Louie, Season 3
C.K.’s sappy side—and his defense of Daniel Tosh.
Courtesy FX Network.
I’m with you, Jonah: This was not a great episode of Louie. The generous reading would be to see the Ramon-Louie developments as rom-com parody. The ocean meet-cute that David described, the slightly awkward first date after Louie's hotel gig, the stop whatever mundane thing you are doing and come with me right now spontaneity of the second—quickly devolving into that montage of colorful Latin people (Hispanics really know how to live!). The show might as well have slapped a sombrero on Louie and called him Katherine Heigl. And it didn't appear to be satire. Perhaps the bike moment was meant as a jab at rom-com conventions, but the rest felt uncomfortably earnest, with pretty terrible dialogue—does C.K. write better for women than men?—and that awkwardly wedged-in bit of social commentary. (I'm pretty sure those glossy high-rise condos ARE real Miami.)
So, what went wrong? Gruff as he is, C.K. has always had a sappy side. The Afghanistan episode nearly went off the rails with that duckling-based cross-cultural exchange. And listening to C.K. talk about the day his first daughter was born once left me sobbing on the subway, nodding my head in agreement about the miracle of life. (This from a guy who talks like he would masturbate at his grandmother's nursing home if given the opportunity.) There's always been a tension between the Louie who looks at the world like it's a big pile of dog shit he keeps stepping in, and the Louie who can't believe how beautiful that shit can be.
Anyway, the episode wasn't all bad. I loved that Louie was less turned-on than disgusted by all of the young hotties traipsing by him on the beach. (After all, he prefers women to girls.) And I loved that he was most at home on the beach at old-men-with-big-guts hour. What else would he do with a day in sunny Miami than hole up in his hotel room scarfing a massive room-service cheeseburger before passing out next to a plate of fries?
As for the debate you two have started about whether Louie wanted to sleep with Ramon or just be his friend, let me break the tie: Jonah’s right. When Louie couldn’t get his words out in that diner scene in Episode 1, it wasn’t because he didn’t know what to say or how to say it, it was because he wanted April to do the heavy lifting. No matter how bumbling our hero can be, I can’t envision a scenario in which he wouldn’t have just said to Ramon, “Hey, dude, I’m not gay! I just like hanging out with you, as friends,” if that’s how he felt. But that’s not how he felt! Did you catch that Louie blushed on the phone when his ex-wife not incorrectly guessed that he was staying in Miami because he “met someone”? He was smitten. And sitting at that bar, he was trying to figure out what “smitten,” in this case, meant. (Guys: Do you get boy-crushes the way we women talk about girl-crushes? Spill, please.) For the most part, I liked the scene, though after a while Louie’s umming and you-knowing and gesturing reminded me of Fred Armisen reading headlines on Weekend Update, and once that was in my head I couldn’t get it out.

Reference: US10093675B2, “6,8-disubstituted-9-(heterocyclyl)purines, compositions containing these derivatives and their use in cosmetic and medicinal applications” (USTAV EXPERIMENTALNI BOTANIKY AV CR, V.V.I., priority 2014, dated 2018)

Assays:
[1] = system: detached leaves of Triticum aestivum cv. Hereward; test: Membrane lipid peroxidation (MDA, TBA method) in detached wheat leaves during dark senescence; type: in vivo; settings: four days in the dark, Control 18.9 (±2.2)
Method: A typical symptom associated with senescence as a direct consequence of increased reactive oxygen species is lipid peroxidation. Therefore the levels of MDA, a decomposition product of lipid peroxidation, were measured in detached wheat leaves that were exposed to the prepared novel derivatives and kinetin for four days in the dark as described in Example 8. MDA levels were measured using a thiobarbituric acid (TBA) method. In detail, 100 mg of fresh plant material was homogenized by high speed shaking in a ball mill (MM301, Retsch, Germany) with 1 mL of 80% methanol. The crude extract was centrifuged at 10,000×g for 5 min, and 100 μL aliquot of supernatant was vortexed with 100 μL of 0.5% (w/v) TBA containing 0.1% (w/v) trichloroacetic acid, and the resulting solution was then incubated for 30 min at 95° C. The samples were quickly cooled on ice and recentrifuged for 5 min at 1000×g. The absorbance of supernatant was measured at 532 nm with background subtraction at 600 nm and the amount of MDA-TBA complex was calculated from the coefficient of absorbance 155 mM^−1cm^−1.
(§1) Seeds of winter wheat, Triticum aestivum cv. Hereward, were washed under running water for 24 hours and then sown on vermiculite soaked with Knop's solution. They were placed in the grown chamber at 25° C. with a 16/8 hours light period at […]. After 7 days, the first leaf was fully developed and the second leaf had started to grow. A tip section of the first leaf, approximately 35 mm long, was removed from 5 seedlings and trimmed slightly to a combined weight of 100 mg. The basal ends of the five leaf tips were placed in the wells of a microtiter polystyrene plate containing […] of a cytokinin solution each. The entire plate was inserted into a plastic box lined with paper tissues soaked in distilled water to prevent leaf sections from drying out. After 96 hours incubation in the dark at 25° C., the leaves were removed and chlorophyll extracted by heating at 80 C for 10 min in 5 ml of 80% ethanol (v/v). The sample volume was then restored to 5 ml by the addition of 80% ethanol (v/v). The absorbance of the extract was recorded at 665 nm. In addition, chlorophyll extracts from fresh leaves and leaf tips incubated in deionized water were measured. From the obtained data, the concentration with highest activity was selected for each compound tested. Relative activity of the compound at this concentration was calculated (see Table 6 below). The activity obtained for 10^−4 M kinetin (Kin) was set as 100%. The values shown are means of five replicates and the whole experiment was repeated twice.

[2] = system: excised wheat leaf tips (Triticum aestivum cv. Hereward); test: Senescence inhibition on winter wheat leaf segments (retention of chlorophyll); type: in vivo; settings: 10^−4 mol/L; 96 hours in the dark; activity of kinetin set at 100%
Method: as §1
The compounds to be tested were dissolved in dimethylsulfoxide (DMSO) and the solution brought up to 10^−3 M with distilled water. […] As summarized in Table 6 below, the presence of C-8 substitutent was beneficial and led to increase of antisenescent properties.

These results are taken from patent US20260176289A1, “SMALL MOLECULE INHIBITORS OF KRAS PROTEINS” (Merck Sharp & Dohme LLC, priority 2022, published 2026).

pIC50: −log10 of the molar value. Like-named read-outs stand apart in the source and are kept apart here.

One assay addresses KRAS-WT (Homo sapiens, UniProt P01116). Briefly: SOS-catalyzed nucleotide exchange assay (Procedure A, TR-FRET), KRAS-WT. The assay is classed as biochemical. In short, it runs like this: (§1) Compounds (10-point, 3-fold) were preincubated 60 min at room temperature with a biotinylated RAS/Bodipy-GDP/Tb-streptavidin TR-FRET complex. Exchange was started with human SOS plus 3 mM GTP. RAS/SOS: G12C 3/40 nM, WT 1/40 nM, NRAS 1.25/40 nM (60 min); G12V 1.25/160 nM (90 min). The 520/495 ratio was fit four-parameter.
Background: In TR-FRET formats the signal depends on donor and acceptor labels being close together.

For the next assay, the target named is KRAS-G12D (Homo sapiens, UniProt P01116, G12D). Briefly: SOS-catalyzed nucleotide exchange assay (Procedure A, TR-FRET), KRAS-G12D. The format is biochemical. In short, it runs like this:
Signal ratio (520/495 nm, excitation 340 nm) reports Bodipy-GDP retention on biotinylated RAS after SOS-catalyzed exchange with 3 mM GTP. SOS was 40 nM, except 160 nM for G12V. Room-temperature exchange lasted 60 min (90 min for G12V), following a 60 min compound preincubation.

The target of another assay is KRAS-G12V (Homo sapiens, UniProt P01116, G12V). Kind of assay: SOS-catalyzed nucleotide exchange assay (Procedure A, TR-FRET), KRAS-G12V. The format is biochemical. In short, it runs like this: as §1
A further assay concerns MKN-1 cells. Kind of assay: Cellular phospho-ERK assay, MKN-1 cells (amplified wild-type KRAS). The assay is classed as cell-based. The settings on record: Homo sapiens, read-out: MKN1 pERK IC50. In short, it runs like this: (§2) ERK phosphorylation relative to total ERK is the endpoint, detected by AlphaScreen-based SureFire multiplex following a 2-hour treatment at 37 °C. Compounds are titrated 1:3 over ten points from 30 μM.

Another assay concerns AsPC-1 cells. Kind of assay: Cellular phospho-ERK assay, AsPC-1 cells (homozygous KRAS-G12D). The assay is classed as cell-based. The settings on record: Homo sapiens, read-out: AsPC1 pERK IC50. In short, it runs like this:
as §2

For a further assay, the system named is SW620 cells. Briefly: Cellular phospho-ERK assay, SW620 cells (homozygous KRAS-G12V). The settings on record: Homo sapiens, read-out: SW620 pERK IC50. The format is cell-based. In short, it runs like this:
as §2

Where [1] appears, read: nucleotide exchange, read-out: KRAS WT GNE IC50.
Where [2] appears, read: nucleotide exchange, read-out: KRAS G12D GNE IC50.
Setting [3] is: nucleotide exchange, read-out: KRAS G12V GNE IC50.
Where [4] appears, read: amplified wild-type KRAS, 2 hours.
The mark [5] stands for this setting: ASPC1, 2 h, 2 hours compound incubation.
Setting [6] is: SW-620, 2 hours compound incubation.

C.K. obviously enjoys creating ambiguous situations—and pushing our buttons. Last week we had to consider whether what happened to Louie in a pickup truck was rape. And this week, C.K. inserted himself into another such debate,by tweeting support to fellow comedian Daniel Tosh after the latter caused an uproar by telling rape jokes at a comedy club. “@danieltosh your show makes me laugh every time I watch it. And you have pretty eyes,” he tweeted. (Last week’s TV Club guest, Patton Oswalt, also sent out a tweet of solidarity, writing: “Wow, @danieltosh had to apologize to a self-aggrandizing, idiotic blogger. Hope I never have to do that (again).”) C.K.’s message in particular upset a lot of his fans, many of whom seem to think of him as the perfect guy: an enlightened, modern dad who can pull off cool glasses but would never use hair products.
He’s also a guy who clearly likes to back up fellow creative-types. He’s tweeted support for Tracey Morgan in the past, and more recently did the same for Lena Dunham—though later I heard him tell Bill Simmons that he’d actually only watched a few minutes of one episode of Girls, making me wonder if he’s one of those empty-cheerleader types who doles out compliments as a sort of power move. More likely, he just thinks that artists should never have to apologize—and that, for comedians in particular, no topic is “off-limits.” There’s no such thing as crossing the line, because there is no line.
Do you guys agree? I don’t think I do. Just as I don’t support a blanket shield law for journalists, I can’t buy into this idea that comedians are somehow above the law. I’m not suggesting Tosh be arrested. But what’s happening to him is what should be happening. He fucked up, lots of people got mad, we’re all talking it through, and he may lose some fans—but probably not because most of the mad people never liked him anyway. And now we wait for the next controversy. Do we really need Louis C.K. to moderate such a well-oiled process?
Anyway, on to Episode 4! Oh, and I’m sorry for using the word “tweet” so often in this post. Times are tough.
Yours without balloon insight,